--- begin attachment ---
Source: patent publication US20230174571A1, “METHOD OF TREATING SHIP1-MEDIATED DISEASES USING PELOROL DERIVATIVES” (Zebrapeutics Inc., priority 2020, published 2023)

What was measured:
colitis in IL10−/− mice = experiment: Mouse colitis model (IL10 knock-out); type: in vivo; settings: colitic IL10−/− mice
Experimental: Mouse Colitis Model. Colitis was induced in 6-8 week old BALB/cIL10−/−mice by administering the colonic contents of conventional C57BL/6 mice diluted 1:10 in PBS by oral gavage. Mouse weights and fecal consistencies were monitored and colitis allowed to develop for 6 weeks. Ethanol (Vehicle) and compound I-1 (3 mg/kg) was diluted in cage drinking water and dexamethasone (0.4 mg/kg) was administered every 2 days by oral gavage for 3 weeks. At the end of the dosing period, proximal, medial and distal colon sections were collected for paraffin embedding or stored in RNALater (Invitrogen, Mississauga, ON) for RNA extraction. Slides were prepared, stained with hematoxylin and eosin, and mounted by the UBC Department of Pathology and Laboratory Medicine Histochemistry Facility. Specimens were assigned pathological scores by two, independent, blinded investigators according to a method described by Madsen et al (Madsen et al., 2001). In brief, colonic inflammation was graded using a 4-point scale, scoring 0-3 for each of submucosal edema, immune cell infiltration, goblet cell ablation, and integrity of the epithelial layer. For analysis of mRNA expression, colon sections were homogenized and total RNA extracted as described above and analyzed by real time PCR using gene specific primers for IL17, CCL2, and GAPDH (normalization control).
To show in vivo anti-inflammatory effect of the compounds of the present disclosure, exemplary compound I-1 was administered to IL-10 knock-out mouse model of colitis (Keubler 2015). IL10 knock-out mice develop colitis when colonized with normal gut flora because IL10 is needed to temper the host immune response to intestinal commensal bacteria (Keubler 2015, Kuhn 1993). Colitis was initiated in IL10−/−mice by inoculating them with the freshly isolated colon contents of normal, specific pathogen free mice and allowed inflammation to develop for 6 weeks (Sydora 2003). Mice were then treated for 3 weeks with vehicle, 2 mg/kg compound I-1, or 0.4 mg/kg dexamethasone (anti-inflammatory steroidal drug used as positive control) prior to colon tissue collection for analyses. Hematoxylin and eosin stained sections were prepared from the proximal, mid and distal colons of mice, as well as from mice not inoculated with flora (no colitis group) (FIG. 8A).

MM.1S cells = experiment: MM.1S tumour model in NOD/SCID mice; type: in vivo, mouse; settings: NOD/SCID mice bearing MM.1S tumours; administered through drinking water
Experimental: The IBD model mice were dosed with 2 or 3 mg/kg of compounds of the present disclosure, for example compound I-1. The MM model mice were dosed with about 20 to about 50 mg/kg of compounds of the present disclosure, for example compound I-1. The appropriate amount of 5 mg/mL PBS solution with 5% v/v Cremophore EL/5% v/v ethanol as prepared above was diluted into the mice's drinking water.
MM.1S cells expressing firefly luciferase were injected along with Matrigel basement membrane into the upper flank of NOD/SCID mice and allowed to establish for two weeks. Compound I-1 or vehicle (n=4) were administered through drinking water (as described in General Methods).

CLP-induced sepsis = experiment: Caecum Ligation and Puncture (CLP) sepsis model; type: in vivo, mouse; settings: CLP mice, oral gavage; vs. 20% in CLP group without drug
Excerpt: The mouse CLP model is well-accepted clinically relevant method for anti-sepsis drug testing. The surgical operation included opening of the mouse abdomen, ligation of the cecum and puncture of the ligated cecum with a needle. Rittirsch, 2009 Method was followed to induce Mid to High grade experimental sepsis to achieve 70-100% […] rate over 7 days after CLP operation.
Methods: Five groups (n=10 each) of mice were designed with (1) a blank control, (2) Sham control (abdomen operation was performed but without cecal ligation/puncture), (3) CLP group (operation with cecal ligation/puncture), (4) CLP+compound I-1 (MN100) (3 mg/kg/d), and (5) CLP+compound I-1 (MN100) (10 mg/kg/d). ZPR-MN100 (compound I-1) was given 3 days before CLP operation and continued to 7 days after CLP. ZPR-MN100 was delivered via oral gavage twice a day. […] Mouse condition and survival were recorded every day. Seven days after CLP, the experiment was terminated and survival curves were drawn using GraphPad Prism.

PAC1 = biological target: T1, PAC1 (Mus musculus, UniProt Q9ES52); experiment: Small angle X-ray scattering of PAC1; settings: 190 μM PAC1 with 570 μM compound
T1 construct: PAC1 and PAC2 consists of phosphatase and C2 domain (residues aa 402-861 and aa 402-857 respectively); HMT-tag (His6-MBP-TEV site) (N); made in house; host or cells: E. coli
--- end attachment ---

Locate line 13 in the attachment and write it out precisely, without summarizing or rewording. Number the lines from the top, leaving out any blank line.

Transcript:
T1 construct: PAC1 and PAC2 consists of phosphatase and C2 domain (residues aa 402-861 and aa 402-857 respectively); HMT-tag (His6-MBP-TEV site) (N); made in house; host or cells: E. coli